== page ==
Augmented Reality vs. Virtual Reality: What’s the Difference?

Written by Coursera Staff • Updated on

Learn the difference between AR and VR and the implementation of each technology.

[Featured Image] A woman stands in an office wearing a virtual reality headset.

Augmented reality (AR) and virtual reality (VR) are both technological experiences that change how digital technology interacts with the physical world. AR and VR are often lumped together, but each has its way of interacting with the virtual environment.  

While learning about augmented and virtual reality, examining each technology to understand how they differ and intersect is critical. AR focuses on augmenting the physical world with digital artifacts, images, videos, or experiences overlayed with computer-generated images (CGI) and 3D models. VR aims to create a virtual experience with headsets and tracking to place the user in a different world. With the increasing usage of AR and VR in gaming, marketing, education, and health care, it's important to understand each technology’s uses, applications, advantages, and disadvantages. 

Read more: What Is Extended Reality?

Augmented Reality

AR overlays video or images onto a display of the physical world, typically through a smartphone. The overlaid image creates an interaction between the user, the digital, and the physical worlds, allowing them to make connections or have new experiences. AR and CGI allow for the visualization of objects in the real world. 

To create an AR experience, you need a device with a camera and software that uses the 3D elements with the AR application. Some popular examples of AR include entertainment-related options like Snapchat filters and the mobile video game Pokemon Go, but it also has implications for business training.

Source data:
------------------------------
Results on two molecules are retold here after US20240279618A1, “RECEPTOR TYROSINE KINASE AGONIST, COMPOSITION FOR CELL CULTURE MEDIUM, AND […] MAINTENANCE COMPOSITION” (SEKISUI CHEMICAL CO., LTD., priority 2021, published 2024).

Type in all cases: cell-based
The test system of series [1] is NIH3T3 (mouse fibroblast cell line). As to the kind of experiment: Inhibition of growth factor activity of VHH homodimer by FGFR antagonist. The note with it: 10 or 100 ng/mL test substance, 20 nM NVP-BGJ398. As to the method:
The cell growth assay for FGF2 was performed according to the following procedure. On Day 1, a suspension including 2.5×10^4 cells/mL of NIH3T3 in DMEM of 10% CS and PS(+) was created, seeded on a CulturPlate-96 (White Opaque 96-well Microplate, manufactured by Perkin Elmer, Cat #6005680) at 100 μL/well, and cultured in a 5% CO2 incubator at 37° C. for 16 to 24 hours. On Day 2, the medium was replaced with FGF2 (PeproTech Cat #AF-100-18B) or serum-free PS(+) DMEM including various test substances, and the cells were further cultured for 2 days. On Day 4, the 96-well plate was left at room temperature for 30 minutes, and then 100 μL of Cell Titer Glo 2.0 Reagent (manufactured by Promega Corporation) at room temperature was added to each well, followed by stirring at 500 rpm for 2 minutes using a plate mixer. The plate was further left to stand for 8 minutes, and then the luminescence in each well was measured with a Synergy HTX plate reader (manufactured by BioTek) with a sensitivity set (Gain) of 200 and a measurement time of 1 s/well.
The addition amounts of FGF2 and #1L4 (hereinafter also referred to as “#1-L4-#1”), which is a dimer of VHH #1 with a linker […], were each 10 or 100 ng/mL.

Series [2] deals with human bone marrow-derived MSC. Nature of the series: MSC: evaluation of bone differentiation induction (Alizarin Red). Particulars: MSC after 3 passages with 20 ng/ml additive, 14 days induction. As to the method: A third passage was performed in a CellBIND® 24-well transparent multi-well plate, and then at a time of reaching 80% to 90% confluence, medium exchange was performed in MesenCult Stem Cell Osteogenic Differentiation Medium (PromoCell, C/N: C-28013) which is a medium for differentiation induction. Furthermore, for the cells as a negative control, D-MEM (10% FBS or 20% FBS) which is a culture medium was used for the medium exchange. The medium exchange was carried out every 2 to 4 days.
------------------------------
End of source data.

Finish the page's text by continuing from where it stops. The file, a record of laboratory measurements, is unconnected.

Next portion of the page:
Read more: Augmented Reality: Types of AR

What is augmented reality used for?

AR’s primary functions include visualization, instruction, and interaction because of the ways virtual information adds to the physical world. Let’s take a look at AR’s three main functions:

  • Visualization: AR allows users to see deeper into difficult aspects of the human body and mechanical systems by superimposing live images of human veins for blood drawing procedures or how parts come together in mechanical environments. 

  • Instruction: AR-enhanced instruction and training change how you learn and work by providing real-time information and diagrams while working to save time referencing video or 2D diagrams. 

  • Interaction: AR changes the way interaction between humans and machines occurs by bypassing the need for physical controls in the future through the use of virtual control panels. 

Read more: 5 Augmented Reality Careers

Advantages of augmented reality

The advantage of augmented reality is its ability to combine the physical world with a digital interface, creating a new experience of the world. Doing so also creates new ways of experiencing the world, from how you monitor manufacturing machines to how surgeons learn about the human body. AR also provides new ways for you to interact within the digital environment.  

Disadvantages of augmented reality

The disadvantages of AR include the cost of implementing the technology in education. Future consideration must ensure equitable access across a diverse range of schools. AR also requires a reliable internet connection and access to smartphones or other connected devices to use. On the programming end, it requires skills and technology to produce, which can put it out of the budgets of small businesses.  

Virtual Reality

Unlike AR, virtual reality creates a fully immersive experience using a headset and computer-generated images (CGI) to put the user in a virtual world. In VR, the user interacts with a fully virtual world using a headset and a controller. Virtual reality creates a sensory experience by stimulating and tricking the sensory organs into interacting with the virtual world as they would the physical world. 

What is virtual reality used for?